by Georgia Germani, University of the Arts London Socialist Students
I have been a member of the Socialist Party for about two months now, having signed my membership form in front of Buckingham Palace at the end of a postal workers’ rally in December. I became involved with the party after joining my university’s Socialist Students society at the beginning of the academic term.
I had been engaged with politics since my teens but have become far more active in the last two years, particularly after Sarah Everard’s murder in 2021. As a young woman and feminist living very near to where Sarah went missing in Brixton, I was rocked by the event. It filled me with a rage and sadness I hadn’t felt before.
I tried to channel this anger by becoming active in the protests that followed her murder, particularly after it was revealed that she was murdered by a serving Metropolitan Police officer. This led to me being in attendance at the vigil that was held for Sarah at Clapham Common, when the police eventually turned violent towards us. I witnessed an aggression towards the mourning women around me that I knew the police used on the public regularly, but had never witnessed so closely. I would never have expected such violence and callousness from them considering who Sarah’s murderer was.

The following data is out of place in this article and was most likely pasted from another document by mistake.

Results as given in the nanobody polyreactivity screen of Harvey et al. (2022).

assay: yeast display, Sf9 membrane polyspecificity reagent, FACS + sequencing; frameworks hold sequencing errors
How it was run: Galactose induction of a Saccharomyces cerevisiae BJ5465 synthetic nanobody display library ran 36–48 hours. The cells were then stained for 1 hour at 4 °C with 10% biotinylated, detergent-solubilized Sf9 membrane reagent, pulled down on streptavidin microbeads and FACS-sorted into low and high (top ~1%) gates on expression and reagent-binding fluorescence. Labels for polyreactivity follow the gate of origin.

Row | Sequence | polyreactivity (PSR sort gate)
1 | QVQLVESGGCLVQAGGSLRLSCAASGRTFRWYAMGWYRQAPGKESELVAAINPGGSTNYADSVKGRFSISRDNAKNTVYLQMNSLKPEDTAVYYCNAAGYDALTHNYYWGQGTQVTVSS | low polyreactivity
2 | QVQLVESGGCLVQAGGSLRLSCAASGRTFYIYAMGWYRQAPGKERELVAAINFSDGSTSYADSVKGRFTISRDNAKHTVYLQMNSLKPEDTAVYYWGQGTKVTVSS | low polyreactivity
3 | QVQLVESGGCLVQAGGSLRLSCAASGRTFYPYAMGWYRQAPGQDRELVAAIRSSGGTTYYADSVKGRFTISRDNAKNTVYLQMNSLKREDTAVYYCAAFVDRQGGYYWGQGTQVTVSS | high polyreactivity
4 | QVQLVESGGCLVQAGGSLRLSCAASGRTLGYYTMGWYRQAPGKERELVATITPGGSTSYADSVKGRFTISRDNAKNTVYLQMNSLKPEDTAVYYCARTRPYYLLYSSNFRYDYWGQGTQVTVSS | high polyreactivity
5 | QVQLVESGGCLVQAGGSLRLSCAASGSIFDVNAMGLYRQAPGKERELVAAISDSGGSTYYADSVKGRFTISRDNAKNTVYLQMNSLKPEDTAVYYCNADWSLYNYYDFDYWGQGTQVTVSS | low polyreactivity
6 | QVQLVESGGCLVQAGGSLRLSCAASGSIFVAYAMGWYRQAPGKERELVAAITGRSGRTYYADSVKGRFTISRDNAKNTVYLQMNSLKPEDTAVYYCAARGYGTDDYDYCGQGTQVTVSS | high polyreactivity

The anger that I felt as a result led me to reading more about the real role of the police, as well as the real reasons for why misogyny and violence against women is so prevalent in our society. It quickly became clearer and clearer to me that this violence was not inevitable or natural, and that capitalism was at the centre of women’s oppression.
In taking part in many of the ‘Kill the Bill’ protests that came about just after Sarah’s murder, I understood how the fight for women’s emancipation was interwoven with every other fight against oppression — whether the fight against racism, the fight for LGBTQ+ rights or the fight for climate action.
The way in which the Kill the Bill protests brought together all of these different struggles illustrated to me so clearly how the fight for liberation has to mean fighting against capitalism.
After many months of feeling disillusioned and angry, I decided that I did not want to feel angry and helpless anymore. I wanted to find a community of people who I could feel energised and emboldened by, who I could learn from and actively work with to build an alternative. I now know that I have found this community with the Socialist Party.